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"Beyond the formative effects of reading on the individuals composing society, the fact that they have read the same books gives them experiences and ideas in common. These constitute a kind of shorthand of ideas which helps make communication quicker and more efficient. That is what we mean when we say figuratively of another person, We speak the same language."

—Charles Scribner, Jr.

 

National News From NPR



Brelo Verdict Shows The Difficulty In Applying Use Of Force Standards 
  Mon, 25 May 2015 18:01:42 -0400 
    NPR's Audie Cornish speaks with Michael Benza, law professor at Case Western Reserve University, about what questions remain after Cleveland officer Michael Brelo was acquitted of manslaughter.


Officer's Acquittal Highlights Tense Police, Community Relations In Cleveland 
  Mon, 25 May 2015 17:10:18 -0400 
    There were relatively peaceful protests after a white police officer in Cleveland was acquitted Saturday in the deaths of two unarmed black motorists in a barrage of police gunfire in 2012.


Left Turns Cause A Quarter Of All Pedestrian Crashes In U.S. 
  Mon, 25 May 2015 17:01:32 -0400 
    One of the biggest problems with left turns is that the turning driver has a green light when pedestrians have a walk light. Changes in how cars are built have also created more blind spots.


Chicago Bears Release Ray McDonald After Arrest For Domestic Violence 
  Mon, 25 May 2015 16:58:00 -0400 
    It is the defensive end's second arrest in the past nine months. Police in Santa Clara, Calif., say McDonald assaulted a woman while she was holding a baby.


Why Have We Stopped Building War Memorials? 
  Mon, 25 May 2015 16:44:07 -0400 
    NPR's Audie Cornish speaks with Kurt Piehler, director of the Institute on World War II and the Human Experience, about the history of and decline in war memorials.


Oil Boom Brings Diversity To States Out West 
  Mon, 25 May 2015 16:30:50 -0400 
    Wyoming has long been one of the whitest states in the country, but over the last few years its black population has more than doubled. African-Americans still make up a tiny percentage of the state's population, but the substantial shift is largely a result of the oil boom of the last few years. But with oil prices so low, layoffs are looming.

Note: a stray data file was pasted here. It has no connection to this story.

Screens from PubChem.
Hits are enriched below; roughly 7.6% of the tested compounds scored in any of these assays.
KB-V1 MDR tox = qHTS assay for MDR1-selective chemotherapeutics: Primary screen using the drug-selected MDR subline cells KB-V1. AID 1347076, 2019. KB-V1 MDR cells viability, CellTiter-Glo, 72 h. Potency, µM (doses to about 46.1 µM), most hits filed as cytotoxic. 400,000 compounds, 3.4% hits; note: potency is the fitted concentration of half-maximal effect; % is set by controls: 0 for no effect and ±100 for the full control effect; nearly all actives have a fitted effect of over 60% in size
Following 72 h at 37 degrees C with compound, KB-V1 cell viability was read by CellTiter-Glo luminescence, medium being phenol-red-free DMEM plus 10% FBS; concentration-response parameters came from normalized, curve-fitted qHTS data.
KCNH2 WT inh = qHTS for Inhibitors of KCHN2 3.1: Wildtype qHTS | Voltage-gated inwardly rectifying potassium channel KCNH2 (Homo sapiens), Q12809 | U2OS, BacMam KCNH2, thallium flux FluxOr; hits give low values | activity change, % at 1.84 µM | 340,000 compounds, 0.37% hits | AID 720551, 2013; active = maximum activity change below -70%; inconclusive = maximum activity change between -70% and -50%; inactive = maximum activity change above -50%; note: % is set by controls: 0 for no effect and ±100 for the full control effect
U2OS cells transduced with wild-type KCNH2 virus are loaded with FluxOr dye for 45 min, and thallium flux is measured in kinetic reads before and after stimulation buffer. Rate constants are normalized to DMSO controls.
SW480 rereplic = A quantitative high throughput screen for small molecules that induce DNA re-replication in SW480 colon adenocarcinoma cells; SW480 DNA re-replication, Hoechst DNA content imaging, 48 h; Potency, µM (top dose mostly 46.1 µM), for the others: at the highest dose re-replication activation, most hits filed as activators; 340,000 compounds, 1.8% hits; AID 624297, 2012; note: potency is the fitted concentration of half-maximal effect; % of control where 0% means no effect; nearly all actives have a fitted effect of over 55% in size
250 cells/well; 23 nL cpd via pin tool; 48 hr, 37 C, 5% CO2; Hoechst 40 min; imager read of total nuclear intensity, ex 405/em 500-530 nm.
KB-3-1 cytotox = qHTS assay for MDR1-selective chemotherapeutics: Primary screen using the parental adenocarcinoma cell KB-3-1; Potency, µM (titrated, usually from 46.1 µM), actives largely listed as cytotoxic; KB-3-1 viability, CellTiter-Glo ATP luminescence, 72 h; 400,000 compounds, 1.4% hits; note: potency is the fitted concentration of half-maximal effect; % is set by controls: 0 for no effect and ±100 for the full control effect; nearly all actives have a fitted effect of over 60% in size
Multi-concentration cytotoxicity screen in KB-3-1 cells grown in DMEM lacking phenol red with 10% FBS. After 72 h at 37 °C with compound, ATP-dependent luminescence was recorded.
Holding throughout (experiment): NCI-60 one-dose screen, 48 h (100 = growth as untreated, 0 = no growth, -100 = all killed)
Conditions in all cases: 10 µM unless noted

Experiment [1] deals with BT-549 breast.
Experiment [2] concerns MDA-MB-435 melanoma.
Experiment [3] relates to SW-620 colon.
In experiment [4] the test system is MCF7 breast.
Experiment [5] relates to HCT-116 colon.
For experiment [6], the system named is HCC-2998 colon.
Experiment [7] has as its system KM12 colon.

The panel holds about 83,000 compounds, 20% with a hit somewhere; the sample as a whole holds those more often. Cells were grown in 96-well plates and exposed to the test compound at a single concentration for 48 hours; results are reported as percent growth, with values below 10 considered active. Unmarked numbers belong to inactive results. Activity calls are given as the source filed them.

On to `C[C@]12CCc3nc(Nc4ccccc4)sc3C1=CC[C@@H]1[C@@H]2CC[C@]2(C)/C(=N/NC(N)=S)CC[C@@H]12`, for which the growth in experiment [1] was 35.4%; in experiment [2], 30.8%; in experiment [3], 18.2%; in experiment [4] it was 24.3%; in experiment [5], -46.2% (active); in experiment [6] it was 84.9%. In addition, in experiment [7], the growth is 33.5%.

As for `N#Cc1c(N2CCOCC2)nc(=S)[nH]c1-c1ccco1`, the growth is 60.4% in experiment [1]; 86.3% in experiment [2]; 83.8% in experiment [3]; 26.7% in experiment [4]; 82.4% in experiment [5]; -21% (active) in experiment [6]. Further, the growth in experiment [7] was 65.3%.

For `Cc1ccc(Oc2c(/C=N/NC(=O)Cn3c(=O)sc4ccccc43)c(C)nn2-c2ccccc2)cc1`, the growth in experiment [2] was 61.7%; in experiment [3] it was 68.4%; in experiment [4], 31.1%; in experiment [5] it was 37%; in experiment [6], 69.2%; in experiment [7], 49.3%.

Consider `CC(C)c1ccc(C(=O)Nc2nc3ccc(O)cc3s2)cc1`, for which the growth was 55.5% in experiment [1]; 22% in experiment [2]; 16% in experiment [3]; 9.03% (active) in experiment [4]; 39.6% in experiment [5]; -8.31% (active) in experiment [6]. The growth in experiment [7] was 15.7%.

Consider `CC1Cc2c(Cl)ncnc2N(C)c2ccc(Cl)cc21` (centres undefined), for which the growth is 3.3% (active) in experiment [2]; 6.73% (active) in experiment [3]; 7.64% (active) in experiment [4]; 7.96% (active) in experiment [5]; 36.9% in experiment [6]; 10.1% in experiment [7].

'Remember The Maine' — In Indiana! 
  Mon, 25 May 2015 16:30:50 -0400 
    How did a monument to the USS Maine, which sank in Havana Harbor in 1898, come to rest in Indiana? The answer tells a lot about the power and influence of veterans, years after war.


FEMA To Allow Superstorm Sandy Victims To Reopen Flood Claims 
  Mon, 25 May 2015 16:30:00 -0400 
    The Federal Emergency Management Agency is allowing more than 140,000 victims to reopen claims if they feel insurance companies short-changed them.


After Fall Of Ramadi, Iraqi Troops Hope For More U.S. Support 
  Mon, 25 May 2015 16:30:00 -0400 
    NPR's Audie Cornish interviews Washington Post reporter Loveday Morris about how the city of Ramadi, Iraq, fell to the self-declared Islamic State. She says Iraqi troops in the city were worn down.


Flash Flooding Races Through Texas, Oklahoma After Record Rainfall 
  Mon, 25 May 2015 16:30:00 -0400 
    Severe storms are creating massive flooding in Texas, Oklahoma and throughout the Great Plains. Meteorologists say this downpour most likely ended the years long drought for that portion of the West — but it comes at a high cost.


In California, Technology Makes "Droughtshaming" Easier Than Ever 
  Mon, 25 May 2015 16:30:00 -0400 
    As California's drought continues, social media and smart phone apps let just about anyone call out water waste, often very publicly.


Through Performance, Mississippi Students Honor Long-Forgotten Locals 
  Mon, 25 May 2015 16:03:00 -0400 
    Every year, a history teacher in Columbus, Miss., takes high schoolers to the local cemetery. There, they tell the stories of those who are buried, and learn more about their own place in the world.


For Women's World Cup, U.S. Soccer Fans Kick It Up A Notch 
  Mon, 25 May 2015 15:59:00 -0400 
    They've been supporting the men for years. But for the first time, the American Outlaws — a growing and influential U.S. soccer fan group — will cheer for the women's national team at a World Cup.


Reports: Charter Communications To Buy Time Warner Cable For $55B 
  Mon, 25 May 2015 15:05:00 -0400 
    The deal would make the combined company a major rival to Comcast Corp. Comcast last month abandoned its own bid for Time Warner following concerns raised by the Justice Department.


On Memorial Day, Obama Honors Sacrifices Of Service Members 
  Mon, 25 May 2015 14:09:00 -0400 
    The president called Arlington National Cemetery "more than a final resting place for fallen heroes." It is, he said, "a reflection of America itself."
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New York Times Book Reviews
Judy Blume’s ‘In the Unlikely Event’  Mon, 25 May 2015 09:30:02 GMT
ArtsBeat: Book Review Podcast: Shakespeare in Love  Sun, 24 May 2015 16:58:44 GMT
Inside the List  Fri, 22 May 2015 15:38:33 GMT
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Sex trade goes underground in red light district  Mon, 25 May 2015 22:56:19 EDT
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